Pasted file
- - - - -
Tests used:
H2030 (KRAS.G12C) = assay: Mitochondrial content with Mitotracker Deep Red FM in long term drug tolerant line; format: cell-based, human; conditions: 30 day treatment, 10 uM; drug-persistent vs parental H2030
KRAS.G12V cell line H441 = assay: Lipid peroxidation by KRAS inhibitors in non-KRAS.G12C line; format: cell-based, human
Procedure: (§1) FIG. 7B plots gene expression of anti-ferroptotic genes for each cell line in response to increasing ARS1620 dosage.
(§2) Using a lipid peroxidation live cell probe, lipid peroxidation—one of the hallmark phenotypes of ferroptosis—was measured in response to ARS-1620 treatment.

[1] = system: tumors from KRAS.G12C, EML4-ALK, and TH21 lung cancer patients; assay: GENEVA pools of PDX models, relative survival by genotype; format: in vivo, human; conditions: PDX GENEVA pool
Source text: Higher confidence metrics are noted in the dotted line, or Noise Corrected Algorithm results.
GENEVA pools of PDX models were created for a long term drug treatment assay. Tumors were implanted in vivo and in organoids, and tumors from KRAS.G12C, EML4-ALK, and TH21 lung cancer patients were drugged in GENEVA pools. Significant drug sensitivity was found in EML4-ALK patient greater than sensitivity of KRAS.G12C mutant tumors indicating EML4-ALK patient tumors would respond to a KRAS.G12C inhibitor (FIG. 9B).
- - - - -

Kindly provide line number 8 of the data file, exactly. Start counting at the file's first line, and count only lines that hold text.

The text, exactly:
GENEVA pools of PDX models were created for a long term drug treatment assay. Tumors were implanted in vivo and in organoids, and tumors from KRAS.G12C, EML4-ALK, and TH21 lung cancer patients were drugged in GENEVA pools. Significant drug sensitivity was found in EML4-ALK patient greater than sensitivity of KRAS.G12C mutant tumors indicating EML4-ALK patient tumors would respond to a KRAS.G12C inhibitor (FIG. 9B).